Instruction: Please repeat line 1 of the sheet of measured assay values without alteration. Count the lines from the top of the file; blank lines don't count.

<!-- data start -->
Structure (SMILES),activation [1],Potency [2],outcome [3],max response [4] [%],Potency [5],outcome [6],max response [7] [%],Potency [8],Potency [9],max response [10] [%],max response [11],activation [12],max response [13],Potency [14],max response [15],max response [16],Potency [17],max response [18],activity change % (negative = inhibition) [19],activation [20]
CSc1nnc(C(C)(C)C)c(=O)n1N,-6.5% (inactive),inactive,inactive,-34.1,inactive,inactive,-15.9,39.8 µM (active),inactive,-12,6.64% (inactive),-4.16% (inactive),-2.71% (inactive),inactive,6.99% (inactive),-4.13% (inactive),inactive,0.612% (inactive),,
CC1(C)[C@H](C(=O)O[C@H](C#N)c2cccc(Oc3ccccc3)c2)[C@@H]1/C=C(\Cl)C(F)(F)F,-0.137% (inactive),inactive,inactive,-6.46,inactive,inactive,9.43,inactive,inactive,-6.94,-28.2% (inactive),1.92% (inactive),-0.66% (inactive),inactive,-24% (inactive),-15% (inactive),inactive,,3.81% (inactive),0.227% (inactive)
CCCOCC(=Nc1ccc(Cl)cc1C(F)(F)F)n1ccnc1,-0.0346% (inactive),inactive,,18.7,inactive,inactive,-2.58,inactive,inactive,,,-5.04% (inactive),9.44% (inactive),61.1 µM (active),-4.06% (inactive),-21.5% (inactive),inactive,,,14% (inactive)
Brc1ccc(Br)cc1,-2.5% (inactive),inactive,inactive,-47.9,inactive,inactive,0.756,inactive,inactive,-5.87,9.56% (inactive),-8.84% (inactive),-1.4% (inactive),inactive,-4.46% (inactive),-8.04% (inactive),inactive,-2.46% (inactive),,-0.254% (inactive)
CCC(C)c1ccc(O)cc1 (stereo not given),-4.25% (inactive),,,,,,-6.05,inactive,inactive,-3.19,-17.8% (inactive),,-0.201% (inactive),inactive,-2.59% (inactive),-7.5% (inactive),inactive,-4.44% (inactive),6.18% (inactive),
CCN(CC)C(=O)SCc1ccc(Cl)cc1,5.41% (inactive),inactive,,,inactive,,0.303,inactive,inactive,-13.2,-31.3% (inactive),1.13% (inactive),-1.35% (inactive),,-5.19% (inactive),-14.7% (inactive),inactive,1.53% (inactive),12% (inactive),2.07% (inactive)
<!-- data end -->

Structure (SMILES),activation [1],Potency [2],outcome [3],max response [4] [%],Potency [5],outcome [6],max response [7] [%],Potency [8],Potency [9],max response [10] [%],max response [11],activation [12],max response [13],Potency [14],max response [15],max response [16],Potency [17],max response [18],activity change % (negative = inhibition) [19],activation [20]